International passengers are currently barred from entering the Philippines until further notice. This does not apply to Philippines nationals or family of Philippines nationals.
Domestic tourism and ‘travel bubbles’ are being considered as an attempt to kickstart tourism in several places, such as the popular island of Boracay, but recent new outbreaks and subsequent lockdowns have put a dampener on this.
Myanmar has stopped issuing visas to all international travellers and international flights will not be running until at least 15th July according to this article in the Bangkok Post. Myanmar nationals returning to the country from abroad have to quarantine for 3 weeks.
There are talks of travel bubbles with neighbouring countries such as Thailand, Laos and Cambodia as a first stage in kickstarting tourism.
The Malaysian borders are closed to all international travellers except those with an essential reason to visit the country.
On 10th June, with a decline in the number of COVID-19 cases, lockdown in Malaysia began to ease with the reopening of shopping malls, hairdressers and some tourist attractions, only for Malaysian citizens.
There is some talk of travel bubbles with neighbouring countries such as Thailand, but nothing has yet been agreed.
Indonesia has been one of the countries worst hit by COVID-19 in Southeast Asia. At the time of writing, the country remains closed to all international travellers except those with an essential purpose, who still need to have a health certificate to be allowed to enter.
When domestic airlines in Indonesia resumed fly in early June, the spike in coronavirus cases led to concerns about the further relaxing of lockdown measures. Authorities on the popular backpacker and tourist island of Bali, who have been quite successful in containing the COVID-19 virus up until now, are wondering when tourism can resume and are considering August. Officials are saying that they plan to start small and say that locals must be ‘mentally ready’ to welcome international visitors.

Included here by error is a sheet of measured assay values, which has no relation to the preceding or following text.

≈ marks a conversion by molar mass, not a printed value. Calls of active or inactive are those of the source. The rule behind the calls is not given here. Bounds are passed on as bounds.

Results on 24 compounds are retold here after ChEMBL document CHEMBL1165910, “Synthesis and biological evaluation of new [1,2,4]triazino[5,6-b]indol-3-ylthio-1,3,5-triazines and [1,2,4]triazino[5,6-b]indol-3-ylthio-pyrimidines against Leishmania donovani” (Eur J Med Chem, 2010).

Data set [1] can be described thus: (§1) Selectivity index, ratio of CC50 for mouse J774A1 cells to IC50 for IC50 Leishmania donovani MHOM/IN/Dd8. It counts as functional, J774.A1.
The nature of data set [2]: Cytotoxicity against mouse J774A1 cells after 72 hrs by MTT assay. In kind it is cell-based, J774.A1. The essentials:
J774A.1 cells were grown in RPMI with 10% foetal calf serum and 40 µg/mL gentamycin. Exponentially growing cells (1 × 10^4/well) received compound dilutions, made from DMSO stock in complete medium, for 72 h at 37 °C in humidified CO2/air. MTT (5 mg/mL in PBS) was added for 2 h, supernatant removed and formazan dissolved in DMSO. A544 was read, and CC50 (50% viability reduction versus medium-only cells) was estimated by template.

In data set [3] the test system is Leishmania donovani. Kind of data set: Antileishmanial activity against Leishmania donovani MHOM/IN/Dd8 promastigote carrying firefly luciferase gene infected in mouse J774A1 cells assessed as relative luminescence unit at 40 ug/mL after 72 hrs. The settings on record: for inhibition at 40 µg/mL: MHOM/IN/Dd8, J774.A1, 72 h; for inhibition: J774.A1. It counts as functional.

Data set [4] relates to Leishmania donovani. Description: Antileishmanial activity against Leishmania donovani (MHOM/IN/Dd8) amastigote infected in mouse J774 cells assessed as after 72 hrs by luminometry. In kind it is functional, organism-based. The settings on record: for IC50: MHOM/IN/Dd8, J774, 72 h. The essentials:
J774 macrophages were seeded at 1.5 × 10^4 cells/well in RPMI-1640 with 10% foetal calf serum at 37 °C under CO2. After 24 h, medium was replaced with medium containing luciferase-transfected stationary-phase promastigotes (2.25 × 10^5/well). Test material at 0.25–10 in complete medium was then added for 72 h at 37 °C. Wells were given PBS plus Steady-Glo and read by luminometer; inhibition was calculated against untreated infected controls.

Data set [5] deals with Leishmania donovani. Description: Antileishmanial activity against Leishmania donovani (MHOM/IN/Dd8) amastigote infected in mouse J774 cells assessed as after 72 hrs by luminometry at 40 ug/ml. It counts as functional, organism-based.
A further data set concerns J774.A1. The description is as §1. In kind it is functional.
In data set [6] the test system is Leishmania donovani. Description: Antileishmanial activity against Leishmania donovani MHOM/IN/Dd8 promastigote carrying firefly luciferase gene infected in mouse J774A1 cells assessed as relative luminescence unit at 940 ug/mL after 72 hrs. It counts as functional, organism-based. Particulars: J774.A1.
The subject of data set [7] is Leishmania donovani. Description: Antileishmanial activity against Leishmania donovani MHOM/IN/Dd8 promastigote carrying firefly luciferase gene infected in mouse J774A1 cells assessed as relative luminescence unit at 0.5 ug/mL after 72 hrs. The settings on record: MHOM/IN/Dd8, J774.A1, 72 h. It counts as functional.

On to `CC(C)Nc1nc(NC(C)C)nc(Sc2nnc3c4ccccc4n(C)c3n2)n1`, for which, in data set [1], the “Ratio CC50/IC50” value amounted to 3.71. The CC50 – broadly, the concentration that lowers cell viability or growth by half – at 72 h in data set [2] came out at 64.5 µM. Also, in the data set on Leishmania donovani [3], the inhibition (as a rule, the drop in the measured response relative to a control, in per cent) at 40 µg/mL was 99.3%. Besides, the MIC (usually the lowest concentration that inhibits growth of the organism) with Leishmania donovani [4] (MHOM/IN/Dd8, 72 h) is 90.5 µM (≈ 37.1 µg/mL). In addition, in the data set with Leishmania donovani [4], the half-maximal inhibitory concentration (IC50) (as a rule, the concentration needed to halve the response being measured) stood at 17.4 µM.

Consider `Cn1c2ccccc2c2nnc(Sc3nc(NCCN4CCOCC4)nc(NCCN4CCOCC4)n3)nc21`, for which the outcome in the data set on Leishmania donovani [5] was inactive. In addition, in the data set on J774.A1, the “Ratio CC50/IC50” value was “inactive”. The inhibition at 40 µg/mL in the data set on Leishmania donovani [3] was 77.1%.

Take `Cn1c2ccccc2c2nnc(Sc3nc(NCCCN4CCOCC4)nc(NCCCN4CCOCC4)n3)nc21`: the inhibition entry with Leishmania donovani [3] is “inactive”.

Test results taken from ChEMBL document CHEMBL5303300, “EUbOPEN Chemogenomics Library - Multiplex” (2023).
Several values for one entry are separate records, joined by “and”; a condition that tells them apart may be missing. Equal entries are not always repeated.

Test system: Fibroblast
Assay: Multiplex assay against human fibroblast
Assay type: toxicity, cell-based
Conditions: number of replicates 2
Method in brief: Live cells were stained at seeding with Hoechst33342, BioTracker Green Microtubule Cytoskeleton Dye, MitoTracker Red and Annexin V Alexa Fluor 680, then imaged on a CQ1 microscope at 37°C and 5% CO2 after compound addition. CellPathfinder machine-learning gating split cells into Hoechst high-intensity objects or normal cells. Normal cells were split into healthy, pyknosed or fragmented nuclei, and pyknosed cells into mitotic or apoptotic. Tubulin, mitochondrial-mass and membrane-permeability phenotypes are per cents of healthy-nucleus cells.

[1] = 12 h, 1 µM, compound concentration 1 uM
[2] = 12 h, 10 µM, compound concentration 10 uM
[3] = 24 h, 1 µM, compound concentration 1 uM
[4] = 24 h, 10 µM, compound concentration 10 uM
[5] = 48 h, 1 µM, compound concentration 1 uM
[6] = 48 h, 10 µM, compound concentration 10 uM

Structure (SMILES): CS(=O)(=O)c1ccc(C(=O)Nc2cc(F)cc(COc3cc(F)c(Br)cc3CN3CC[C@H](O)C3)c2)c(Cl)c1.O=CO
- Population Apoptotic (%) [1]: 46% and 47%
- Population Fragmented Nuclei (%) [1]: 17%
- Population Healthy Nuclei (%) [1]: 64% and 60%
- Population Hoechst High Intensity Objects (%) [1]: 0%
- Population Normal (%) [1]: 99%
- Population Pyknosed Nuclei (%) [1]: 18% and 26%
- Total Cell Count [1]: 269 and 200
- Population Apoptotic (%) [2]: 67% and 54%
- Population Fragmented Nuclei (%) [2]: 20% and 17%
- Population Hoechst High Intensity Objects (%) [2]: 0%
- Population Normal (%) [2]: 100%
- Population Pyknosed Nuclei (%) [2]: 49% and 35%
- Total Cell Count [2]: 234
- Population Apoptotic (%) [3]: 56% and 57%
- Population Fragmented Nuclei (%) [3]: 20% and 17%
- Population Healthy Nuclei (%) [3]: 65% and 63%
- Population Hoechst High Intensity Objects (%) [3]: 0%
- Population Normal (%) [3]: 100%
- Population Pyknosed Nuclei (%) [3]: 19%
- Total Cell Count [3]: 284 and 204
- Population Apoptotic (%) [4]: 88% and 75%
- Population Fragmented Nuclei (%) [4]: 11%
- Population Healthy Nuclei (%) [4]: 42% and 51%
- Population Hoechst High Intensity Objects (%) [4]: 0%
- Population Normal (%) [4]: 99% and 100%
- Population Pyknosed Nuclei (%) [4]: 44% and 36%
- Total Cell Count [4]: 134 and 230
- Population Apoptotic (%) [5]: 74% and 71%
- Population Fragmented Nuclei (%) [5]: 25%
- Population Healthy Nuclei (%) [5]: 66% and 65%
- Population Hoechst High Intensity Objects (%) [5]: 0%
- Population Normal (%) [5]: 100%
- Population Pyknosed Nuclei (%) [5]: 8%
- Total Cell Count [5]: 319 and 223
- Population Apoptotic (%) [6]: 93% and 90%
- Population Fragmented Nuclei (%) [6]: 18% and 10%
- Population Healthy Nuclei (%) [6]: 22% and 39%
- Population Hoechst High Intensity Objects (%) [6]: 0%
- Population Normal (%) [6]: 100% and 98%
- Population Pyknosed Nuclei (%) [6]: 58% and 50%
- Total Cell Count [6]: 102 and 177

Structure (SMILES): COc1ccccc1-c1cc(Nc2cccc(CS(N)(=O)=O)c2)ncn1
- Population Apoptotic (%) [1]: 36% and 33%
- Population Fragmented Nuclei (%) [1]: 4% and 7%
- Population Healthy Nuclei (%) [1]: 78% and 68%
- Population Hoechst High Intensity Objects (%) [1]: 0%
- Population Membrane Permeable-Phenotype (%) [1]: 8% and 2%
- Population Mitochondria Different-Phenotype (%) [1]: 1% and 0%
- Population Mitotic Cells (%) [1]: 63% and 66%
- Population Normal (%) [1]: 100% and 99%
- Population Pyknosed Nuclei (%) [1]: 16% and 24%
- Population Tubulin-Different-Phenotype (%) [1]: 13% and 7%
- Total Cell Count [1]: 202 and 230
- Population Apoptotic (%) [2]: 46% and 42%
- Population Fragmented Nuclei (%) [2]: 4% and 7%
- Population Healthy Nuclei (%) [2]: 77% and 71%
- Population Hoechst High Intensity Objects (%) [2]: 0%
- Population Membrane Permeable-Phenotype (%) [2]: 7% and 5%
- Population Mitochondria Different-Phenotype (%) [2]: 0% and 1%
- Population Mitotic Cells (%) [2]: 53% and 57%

Singapore continue to disallow all but essential travel to the small country, which had over 40,000 cases of Coronavirus. Travellers wishing to enter the country for an essential reason must fill out Form 14 and wait to be granted permission. Once permission has been granted, you will be issued an SHN (Stay At Home Notice) which lasts for 14 days. Quarantine must be carried out at a government designated hotel for which the visitor must pay $2000 US. There has been recent talk of a travel bubble between China and Singapore though nothing is yet confirmed.
If you have any new information which we have not mentioned or see something that needs updating please contact us!